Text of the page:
When writing about a giant yellow bike ramp in a London office building, I remembered the work of Dr. Steven Fleming, an architect, professor, cyclist and consultant at Cycle Space. He went way beyond the ramp to the basement, and in fact designed entire buildings around continuous bicycle ramps. Here is an example he designed for Copenhagen, his Unite d’ Bicycle Nation, where he notes:
Copenhagen brands itself as a "city of cyclists", but has no building stock to reflect this. The centre has buildings designed for an age when everyone walked and the suburbs have houses to drive to, while designers of redevelopment districts assume that people would rather take trains to the city. In other words, their bicycle planning stops at the curb.
So Fleming designs buildings so that every apartment has access by bike up the spiral ramps, as well as interior secure parking.
Pedestrians and cars are separated, with walkways above and a lower level that is more like a BMX park, with a continuously protected route down the middle. It's very clever, in that the curved shape gets you up to speed by the time you merge into the moving traffic, a problem I had in Copenhagen recently where there were so many people in the bike lane than I had trouble getting in.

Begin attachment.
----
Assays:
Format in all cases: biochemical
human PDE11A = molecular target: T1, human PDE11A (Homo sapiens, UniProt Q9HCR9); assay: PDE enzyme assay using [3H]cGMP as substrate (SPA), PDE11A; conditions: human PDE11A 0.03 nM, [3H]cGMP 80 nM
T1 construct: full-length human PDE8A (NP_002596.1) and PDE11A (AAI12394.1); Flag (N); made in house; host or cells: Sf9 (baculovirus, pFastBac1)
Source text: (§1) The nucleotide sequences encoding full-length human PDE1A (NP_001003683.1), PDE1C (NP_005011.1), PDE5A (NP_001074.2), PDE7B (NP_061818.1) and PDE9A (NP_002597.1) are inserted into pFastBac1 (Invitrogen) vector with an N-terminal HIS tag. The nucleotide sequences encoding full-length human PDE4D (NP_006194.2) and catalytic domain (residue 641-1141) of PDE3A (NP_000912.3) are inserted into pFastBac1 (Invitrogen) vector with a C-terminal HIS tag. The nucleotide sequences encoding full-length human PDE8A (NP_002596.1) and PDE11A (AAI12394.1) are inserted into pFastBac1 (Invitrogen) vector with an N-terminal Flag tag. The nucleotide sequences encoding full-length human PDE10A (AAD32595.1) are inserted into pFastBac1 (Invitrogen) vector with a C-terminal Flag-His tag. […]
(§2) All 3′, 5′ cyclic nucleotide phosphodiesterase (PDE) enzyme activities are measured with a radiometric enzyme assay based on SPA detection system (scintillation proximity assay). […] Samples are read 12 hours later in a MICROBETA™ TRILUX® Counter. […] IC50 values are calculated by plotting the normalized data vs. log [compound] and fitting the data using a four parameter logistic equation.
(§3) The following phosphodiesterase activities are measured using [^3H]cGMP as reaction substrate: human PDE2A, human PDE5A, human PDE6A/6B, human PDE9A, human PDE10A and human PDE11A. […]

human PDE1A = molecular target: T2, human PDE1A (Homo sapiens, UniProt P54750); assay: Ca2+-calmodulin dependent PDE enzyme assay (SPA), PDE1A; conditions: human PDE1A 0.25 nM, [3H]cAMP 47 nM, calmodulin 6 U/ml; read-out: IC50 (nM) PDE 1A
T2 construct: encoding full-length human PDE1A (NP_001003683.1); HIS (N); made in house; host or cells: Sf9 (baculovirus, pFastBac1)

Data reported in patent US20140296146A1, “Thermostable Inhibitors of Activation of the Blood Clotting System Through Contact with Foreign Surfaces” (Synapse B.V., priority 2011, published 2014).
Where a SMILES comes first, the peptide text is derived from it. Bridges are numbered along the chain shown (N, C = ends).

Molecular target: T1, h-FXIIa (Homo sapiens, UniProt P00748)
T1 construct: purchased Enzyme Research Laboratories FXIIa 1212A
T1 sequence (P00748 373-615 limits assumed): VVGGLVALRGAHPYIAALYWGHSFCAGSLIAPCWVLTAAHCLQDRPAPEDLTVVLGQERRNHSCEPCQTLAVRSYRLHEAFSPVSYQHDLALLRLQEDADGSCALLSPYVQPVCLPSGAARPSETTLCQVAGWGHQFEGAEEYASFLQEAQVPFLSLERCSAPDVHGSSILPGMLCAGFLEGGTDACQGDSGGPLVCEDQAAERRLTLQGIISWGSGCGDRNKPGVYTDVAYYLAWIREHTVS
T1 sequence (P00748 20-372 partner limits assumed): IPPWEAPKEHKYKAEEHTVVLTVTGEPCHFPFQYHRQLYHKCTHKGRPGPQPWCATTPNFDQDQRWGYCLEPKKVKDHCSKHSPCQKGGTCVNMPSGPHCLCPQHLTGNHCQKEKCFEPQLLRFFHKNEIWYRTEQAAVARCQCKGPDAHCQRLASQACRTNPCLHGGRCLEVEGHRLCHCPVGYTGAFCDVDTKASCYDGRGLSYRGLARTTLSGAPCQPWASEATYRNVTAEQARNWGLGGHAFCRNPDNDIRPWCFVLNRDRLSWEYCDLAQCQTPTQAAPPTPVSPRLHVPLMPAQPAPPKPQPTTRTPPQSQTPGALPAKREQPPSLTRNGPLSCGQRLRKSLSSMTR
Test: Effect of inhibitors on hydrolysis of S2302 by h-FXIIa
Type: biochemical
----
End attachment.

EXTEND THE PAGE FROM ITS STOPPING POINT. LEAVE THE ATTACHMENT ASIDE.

While on top there is lots of room for pedestrians.
Fleming is quoted in Archinect:
My big vision is for urban districts developed on a bicycle mobility platform. What does that mean? Well consider: Venice was built around boating; Singapore has been built around transit and driving; LA has been built around driving, and the "bike city" of Groningen NL, was built around walking and horses. My work is in imagining new layers of cities, built by redeveloping brownfields and connecting them up, with unique forms, because they respond to the unique attributes of bicycle motion.
And indeed he does have grander visions, entire cities, which we will show in a subsequent post. More at Cycle-Space